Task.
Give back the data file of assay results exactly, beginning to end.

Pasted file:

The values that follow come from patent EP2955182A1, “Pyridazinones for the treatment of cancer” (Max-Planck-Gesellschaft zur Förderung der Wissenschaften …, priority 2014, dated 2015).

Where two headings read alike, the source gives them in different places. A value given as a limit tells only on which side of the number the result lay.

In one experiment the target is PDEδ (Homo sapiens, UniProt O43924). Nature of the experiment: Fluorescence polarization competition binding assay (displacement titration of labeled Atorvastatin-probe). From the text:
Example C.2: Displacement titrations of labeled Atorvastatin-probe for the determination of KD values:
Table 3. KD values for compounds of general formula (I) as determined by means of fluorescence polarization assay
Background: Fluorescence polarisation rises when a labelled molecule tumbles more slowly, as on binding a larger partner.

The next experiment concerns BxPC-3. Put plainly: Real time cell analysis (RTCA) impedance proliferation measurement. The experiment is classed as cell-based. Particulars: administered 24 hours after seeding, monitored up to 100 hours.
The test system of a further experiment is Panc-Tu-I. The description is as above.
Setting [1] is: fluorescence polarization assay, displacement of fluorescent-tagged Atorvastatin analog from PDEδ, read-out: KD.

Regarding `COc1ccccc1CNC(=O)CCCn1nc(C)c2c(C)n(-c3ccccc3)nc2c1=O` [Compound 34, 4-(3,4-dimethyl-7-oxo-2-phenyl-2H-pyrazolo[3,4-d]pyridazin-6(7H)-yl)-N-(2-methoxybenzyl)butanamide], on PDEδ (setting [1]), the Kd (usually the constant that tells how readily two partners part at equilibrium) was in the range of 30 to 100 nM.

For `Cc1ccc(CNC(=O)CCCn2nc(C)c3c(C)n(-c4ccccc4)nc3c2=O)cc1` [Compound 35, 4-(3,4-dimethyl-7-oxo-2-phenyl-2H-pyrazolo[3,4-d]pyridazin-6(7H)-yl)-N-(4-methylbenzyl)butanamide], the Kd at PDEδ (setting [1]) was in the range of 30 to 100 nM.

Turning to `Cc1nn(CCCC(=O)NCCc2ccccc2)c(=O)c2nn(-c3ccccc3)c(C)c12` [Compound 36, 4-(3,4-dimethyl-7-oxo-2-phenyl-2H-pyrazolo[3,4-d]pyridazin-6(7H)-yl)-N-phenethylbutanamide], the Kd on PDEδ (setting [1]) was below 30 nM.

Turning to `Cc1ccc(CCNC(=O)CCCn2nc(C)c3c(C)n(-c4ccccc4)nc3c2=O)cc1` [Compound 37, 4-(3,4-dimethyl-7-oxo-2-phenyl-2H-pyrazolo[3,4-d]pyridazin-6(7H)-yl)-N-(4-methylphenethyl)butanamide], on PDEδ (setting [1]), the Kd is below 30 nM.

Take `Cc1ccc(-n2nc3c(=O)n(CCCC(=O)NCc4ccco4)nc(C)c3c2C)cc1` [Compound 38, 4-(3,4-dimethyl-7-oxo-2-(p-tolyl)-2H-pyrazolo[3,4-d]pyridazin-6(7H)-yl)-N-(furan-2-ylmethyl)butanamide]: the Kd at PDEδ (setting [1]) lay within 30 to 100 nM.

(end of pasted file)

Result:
The values that follow come from patent EP2955182A1, “Pyridazinones for the treatment of cancer” (Max-Planck-Gesellschaft zur Förderung der Wissenschaften …, priority 2014, dated 2015).

Where two headings read alike, the source gives them in different places. A value given as a limit tells only on which side of the number the result lay.

In one experiment the target is PDEδ (Homo sapiens, UniProt O43924). Nature of the experiment: Fluorescence polarization competition binding assay (displacement titration of labeled Atorvastatin-probe). From the text:
Example C.2: Displacement titrations of labeled Atorvastatin-probe for the determination of KD values:
Table 3. KD values for compounds of general formula (I) as determined by means of fluorescence polarization assay
Background: Fluorescence polarisation rises when a labelled molecule tumbles more slowly, as on binding a larger partner.

The next experiment concerns BxPC-3. Put plainly: Real time cell analysis (RTCA) impedance proliferation measurement. The experiment is classed as cell-based. Particulars: administered 24 hours after seeding, monitored up to 100 hours.
The test system of a further experiment is Panc-Tu-I. The description is as above.
Setting [1] is: fluorescence polarization assay, displacement of fluorescent-tagged Atorvastatin analog from PDEδ, read-out: KD.

Regarding `COc1ccccc1CNC(=O)CCCn1nc(C)c2c(C)n(-c3ccccc3)nc2c1=O` [Compound 34, 4-(3,4-dimethyl-7-oxo-2-phenyl-2H-pyrazolo[3,4-d]pyridazin-6(7H)-yl)-N-(2-methoxybenzyl)butanamide], on PDEδ (setting [1]), the Kd (usually the constant that tells how readily two partners part at equilibrium) was in the range of 30 to 100 nM.

For `Cc1ccc(CNC(=O)CCCn2nc(C)c3c(C)n(-c4ccccc4)nc3c2=O)cc1` [Compound 35, 4-(3,4-dimethyl-7-oxo-2-phenyl-2H-pyrazolo[3,4-d]pyridazin-6(7H)-yl)-N-(4-methylbenzyl)butanamide], the Kd at PDEδ (setting [1]) was in the range of 30 to 100 nM.

Turning to `Cc1nn(CCCC(=O)NCCc2ccccc2)c(=O)c2nn(-c3ccccc3)c(C)c12` [Compound 36, 4-(3,4-dimethyl-7-oxo-2-phenyl-2H-pyrazolo[3,4-d]pyridazin-6(7H)-yl)-N-phenethylbutanamide], the Kd on PDEδ (setting [1]) was below 30 nM.

Turning to `Cc1ccc(CCNC(=O)CCCn2nc(C)c3c(C)n(-c4ccccc4)nc3c2=O)cc1` [Compound 37, 4-(3,4-dimethyl-7-oxo-2-phenyl-2H-pyrazolo[3,4-d]pyridazin-6(7H)-yl)-N-(4-methylphenethyl)butanamide], on PDEδ (setting [1]), the Kd is below 30 nM.

Take `Cc1ccc(-n2nc3c(=O)n(CCCC(=O)NCc4ccco4)nc(C)c3c2C)cc1` [Compound 38, 4-(3,4-dimethyl-7-oxo-2-(p-tolyl)-2H-pyrazolo[3,4-d]pyridazin-6(7H)-yl)-N-(furan-2-ylmethyl)butanamide]: the Kd at PDEδ (setting [1]) lay within 30 to 100 nM.